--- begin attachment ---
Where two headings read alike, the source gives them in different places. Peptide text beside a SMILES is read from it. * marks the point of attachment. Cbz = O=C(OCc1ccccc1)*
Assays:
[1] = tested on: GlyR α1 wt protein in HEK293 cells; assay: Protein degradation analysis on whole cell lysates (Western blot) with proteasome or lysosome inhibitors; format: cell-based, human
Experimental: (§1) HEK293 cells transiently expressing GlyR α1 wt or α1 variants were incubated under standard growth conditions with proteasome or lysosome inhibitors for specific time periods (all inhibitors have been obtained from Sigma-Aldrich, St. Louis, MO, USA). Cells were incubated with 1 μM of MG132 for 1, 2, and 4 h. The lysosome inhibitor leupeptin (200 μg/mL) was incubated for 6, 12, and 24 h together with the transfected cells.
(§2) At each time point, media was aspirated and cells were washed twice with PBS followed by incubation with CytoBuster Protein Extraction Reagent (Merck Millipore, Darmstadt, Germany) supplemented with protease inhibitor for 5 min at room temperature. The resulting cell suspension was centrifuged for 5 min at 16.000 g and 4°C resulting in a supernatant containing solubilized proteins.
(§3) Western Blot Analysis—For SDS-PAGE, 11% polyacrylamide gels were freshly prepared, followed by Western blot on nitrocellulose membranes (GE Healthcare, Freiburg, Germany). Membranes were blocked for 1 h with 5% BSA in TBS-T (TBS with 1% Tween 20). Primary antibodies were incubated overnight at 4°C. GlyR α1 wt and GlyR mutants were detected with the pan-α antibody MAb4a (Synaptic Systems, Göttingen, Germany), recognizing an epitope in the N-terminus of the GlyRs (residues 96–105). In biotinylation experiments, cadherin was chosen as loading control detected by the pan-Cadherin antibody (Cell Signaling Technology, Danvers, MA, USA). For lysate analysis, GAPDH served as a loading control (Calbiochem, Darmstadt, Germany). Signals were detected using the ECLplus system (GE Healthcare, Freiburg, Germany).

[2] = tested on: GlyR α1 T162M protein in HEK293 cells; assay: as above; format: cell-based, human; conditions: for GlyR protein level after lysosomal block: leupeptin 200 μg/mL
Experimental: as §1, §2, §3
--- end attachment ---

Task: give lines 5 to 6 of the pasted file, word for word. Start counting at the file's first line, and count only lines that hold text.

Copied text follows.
(§2) At each time point, media was aspirated and cells were washed twice with PBS followed by incubation with CytoBuster Protein Extraction Reagent (Merck Millipore, Darmstadt, Germany) supplemented with protease inhibitor for 5 min at room temperature. The resulting cell suspension was centrifuged for 5 min at 16.000 g and 4°C resulting in a supernatant containing solubilized proteins.
(§3) Western Blot Analysis—For SDS-PAGE, 11% polyacrylamide gels were freshly prepared, followed by Western blot on nitrocellulose membranes (GE Healthcare, Freiburg, Germany). Membranes were blocked for 1 h with 5% BSA in TBS-T (TBS with 1% Tween 20). Primary antibodies were incubated overnight at 4°C. GlyR α1 wt and GlyR mutants were detected with the pan-α antibody MAb4a (Synaptic Systems, Göttingen, Germany), recognizing an epitope in the N-terminus of the GlyRs (residues 96–105). In biotinylation experiments, cadherin was chosen as loading control detected by the pan-Cadherin antibody (Cell Signaling Technology, Danvers, MA, USA). For lysate analysis, GAPDH served as a loading control (Calbiochem, Darmstadt, Germany). Signals were detected using the ECLplus system (GE Healthcare, Freiburg, Germany).